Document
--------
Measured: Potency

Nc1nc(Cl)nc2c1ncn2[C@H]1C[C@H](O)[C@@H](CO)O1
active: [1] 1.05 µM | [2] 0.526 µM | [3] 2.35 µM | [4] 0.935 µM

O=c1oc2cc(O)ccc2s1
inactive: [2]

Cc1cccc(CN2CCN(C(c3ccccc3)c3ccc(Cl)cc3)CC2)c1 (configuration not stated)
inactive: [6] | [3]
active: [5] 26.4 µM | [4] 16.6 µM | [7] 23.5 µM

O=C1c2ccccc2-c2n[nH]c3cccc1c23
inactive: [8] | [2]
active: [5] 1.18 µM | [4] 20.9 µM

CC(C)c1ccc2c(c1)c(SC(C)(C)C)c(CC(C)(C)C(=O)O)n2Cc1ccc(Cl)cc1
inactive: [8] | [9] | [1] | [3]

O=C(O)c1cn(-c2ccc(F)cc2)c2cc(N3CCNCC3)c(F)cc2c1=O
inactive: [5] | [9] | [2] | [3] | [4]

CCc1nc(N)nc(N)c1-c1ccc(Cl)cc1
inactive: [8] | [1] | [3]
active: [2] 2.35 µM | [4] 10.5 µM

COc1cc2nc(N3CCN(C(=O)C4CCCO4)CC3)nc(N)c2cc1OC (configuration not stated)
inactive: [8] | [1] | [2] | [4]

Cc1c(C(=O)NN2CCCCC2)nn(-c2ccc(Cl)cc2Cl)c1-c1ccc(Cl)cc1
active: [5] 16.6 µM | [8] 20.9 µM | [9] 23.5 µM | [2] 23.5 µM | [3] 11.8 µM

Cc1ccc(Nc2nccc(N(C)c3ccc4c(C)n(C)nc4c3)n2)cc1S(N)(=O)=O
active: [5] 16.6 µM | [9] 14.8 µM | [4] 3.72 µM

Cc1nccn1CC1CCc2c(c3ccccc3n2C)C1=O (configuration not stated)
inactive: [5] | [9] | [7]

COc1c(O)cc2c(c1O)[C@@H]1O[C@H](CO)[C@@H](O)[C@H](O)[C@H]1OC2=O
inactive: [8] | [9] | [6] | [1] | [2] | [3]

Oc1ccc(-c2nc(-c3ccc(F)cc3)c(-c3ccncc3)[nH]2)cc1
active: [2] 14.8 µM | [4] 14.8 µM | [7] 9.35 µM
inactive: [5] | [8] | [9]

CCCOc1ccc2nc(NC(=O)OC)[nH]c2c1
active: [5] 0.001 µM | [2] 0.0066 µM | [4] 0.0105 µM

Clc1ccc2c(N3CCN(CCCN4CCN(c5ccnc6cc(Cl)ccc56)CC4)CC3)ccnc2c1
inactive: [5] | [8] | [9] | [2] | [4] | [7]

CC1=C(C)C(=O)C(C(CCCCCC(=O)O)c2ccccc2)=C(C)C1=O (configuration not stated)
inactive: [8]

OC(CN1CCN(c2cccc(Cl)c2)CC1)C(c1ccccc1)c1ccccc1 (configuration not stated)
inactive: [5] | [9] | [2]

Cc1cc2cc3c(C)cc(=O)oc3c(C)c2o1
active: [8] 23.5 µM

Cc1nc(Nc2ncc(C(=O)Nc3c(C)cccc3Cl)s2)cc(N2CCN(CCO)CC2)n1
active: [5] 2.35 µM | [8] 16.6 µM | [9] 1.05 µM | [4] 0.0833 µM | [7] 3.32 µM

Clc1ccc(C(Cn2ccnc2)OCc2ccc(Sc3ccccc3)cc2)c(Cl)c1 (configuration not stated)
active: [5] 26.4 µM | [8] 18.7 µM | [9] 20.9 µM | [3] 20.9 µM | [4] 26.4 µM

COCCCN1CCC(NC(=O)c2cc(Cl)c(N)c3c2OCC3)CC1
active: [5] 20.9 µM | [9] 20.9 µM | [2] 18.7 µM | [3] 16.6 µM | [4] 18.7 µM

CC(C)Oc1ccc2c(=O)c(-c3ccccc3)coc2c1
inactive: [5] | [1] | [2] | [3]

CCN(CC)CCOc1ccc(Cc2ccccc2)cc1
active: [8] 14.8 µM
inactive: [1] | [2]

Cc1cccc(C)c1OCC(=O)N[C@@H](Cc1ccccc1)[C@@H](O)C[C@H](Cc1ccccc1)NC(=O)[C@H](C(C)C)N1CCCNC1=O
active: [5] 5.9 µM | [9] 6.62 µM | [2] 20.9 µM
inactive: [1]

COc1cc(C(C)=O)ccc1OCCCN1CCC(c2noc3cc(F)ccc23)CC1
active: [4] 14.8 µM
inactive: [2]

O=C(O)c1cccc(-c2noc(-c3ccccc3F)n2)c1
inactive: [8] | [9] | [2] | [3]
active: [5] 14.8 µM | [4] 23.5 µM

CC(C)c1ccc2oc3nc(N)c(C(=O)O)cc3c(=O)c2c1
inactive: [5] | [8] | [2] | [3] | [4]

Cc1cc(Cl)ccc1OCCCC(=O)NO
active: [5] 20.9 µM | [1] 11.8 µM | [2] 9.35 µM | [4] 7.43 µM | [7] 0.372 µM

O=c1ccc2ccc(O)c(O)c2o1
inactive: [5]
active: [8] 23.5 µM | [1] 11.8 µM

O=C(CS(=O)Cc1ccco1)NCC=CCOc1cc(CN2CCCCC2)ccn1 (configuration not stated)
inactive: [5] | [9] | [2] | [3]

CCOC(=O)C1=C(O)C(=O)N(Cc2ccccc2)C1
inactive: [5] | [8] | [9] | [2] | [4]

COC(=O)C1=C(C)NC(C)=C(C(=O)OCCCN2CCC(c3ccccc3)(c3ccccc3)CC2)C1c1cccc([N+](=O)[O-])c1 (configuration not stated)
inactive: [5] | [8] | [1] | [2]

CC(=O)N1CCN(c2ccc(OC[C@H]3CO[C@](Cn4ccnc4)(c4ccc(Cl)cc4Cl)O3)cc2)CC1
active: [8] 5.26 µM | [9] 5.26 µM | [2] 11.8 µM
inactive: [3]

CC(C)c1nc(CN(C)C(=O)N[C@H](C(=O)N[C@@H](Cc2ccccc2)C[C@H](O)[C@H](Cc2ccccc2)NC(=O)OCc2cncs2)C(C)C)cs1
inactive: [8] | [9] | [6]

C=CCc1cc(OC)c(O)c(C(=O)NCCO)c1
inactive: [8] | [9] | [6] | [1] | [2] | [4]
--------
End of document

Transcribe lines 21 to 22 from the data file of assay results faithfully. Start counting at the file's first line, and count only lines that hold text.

Cc1c(C(=O)NN2CCCCC2)nn(-c2ccc(Cl)cc2Cl)c1-c1ccc(Cl)cc1
active: [5] 16.6 µM | [8] 20.9 µM | [9] 23.5 µM | [2] 23.5 µM | [3] 11.8 µM